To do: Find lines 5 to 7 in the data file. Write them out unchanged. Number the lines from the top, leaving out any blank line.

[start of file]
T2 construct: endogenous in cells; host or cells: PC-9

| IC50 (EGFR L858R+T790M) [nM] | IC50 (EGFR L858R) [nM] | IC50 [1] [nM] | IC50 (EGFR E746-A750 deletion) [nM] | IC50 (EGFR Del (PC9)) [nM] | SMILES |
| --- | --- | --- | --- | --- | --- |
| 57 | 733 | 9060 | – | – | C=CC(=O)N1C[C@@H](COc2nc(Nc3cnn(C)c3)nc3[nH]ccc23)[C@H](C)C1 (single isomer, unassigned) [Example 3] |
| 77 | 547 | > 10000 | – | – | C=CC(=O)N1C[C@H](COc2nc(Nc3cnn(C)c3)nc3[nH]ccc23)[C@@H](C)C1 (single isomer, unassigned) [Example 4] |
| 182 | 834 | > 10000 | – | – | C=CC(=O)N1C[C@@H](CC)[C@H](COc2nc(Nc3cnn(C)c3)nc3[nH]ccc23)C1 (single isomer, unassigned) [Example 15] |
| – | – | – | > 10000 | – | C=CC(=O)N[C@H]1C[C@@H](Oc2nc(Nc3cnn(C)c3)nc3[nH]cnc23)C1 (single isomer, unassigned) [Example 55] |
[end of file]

| 77 | 547 | > 10000 | – | – | C=CC(=O)N1C[C@H](COc2nc(Nc3cnn(C)c3)nc3[nH]ccc23)[C@@H](C)C1 (single isomer, unassigned) [Example 4] |
| 182 | 834 | > 10000 | – | – | C=CC(=O)N1C[C@@H](CC)[C@H](COc2nc(Nc3cnn(C)c3)nc3[nH]ccc23)C1 (single isomer, unassigned) [Example 15] |
| – | – | – | > 10000 | – | C=CC(=O)N[C@H]1C[C@@H](Oc2nc(Nc3cnn(C)c3)nc3[nH]cnc23)C1 (single isomer, unassigned) [Example 55] |